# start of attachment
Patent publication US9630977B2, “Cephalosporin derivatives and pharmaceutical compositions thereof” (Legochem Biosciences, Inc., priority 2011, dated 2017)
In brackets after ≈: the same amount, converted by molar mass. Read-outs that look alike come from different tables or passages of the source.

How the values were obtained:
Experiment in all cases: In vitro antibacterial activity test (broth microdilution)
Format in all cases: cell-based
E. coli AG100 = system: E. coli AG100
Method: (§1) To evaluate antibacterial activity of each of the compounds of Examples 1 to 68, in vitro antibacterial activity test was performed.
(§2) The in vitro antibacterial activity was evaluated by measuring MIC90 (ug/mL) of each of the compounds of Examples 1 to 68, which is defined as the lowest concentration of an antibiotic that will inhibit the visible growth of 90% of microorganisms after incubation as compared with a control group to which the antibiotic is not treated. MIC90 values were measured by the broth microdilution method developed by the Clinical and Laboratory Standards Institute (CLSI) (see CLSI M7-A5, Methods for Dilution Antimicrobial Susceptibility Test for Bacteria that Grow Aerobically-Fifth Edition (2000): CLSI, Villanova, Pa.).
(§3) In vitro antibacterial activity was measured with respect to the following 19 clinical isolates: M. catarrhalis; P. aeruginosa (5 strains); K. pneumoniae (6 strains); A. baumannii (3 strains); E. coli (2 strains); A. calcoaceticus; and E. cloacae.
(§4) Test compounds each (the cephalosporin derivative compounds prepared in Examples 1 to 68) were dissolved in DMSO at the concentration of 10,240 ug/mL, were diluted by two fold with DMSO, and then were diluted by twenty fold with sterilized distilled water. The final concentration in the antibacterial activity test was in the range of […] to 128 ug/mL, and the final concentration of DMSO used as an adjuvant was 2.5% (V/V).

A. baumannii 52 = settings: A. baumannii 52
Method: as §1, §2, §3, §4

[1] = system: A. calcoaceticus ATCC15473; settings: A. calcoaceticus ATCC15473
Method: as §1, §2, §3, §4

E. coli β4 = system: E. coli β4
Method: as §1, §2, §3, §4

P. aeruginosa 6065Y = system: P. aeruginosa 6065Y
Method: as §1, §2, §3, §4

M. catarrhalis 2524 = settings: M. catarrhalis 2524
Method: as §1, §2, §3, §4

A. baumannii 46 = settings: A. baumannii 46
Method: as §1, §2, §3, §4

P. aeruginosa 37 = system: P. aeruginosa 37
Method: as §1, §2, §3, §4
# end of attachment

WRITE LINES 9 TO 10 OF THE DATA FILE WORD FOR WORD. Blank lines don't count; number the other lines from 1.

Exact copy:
(§3) In vitro antibacterial activity was measured with respect to the following 19 clinical isolates: M. catarrhalis; P. aeruginosa (5 strains); K. pneumoniae (6 strains); A. baumannii (3 strains); E. coli (2 strains); A. calcoaceticus; and E. cloacae.
(§4) Test compounds each (the cephalosporin derivative compounds prepared in Examples 1 to 68) were dissolved in DMSO at the concentration of 10,240 ug/mL, were diluted by two fold with DMSO, and then were diluted by twenty fold with sterilized distilled water. The final concentration in the antibacterial activity test was in the range of […] to 128 ug/mL, and the final concentration of DMSO used as an adjuvant was 2.5% (V/V).